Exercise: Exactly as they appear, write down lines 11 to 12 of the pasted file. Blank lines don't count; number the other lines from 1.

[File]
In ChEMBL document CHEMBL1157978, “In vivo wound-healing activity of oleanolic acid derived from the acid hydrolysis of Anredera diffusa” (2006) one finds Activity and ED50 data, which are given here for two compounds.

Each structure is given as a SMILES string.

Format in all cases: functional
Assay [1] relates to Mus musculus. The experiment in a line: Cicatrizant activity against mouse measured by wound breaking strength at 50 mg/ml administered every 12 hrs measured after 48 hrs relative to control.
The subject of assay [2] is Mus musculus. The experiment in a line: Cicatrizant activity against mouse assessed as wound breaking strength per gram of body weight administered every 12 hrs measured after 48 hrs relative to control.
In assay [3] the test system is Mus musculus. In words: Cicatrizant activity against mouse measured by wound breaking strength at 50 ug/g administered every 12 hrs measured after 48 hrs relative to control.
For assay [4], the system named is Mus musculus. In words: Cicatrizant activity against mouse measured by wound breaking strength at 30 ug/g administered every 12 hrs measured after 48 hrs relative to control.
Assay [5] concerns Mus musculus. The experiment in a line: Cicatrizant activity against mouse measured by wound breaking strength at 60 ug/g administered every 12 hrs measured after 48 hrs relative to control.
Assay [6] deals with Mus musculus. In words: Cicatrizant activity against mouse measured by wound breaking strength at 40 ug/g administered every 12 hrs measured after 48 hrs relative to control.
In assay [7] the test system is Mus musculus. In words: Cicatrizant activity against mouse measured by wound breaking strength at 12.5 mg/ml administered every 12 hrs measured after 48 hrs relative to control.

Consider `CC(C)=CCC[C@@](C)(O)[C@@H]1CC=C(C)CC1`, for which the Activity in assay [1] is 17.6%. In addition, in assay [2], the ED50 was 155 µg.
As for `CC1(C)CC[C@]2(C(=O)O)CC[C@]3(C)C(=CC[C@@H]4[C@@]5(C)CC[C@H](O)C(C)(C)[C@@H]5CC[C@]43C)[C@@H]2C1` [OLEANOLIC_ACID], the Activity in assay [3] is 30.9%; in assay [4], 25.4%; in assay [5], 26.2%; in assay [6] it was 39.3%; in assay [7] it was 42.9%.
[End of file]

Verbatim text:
Consider `CC(C)=CCC[C@@](C)(O)[C@@H]1CC=C(C)CC1`, for which the Activity in assay [1] is 17.6%. In addition, in assay [2], the ED50 was 155 µg.
As for `CC1(C)CC[C@]2(C(=O)O)CC[C@]3(C)C(=CC[C@@H]4[C@@]5(C)CC[C@H](O)C(C)(C)[C@@H]5CC[C@]43C)[C@@H]2C1` [OLEANOLIC_ACID], the Activity in assay [3] is 30.9%; in assay [4], 25.4%; in assay [5], 26.2%; in assay [6] it was 39.3%; in assay [7] it was 42.9%.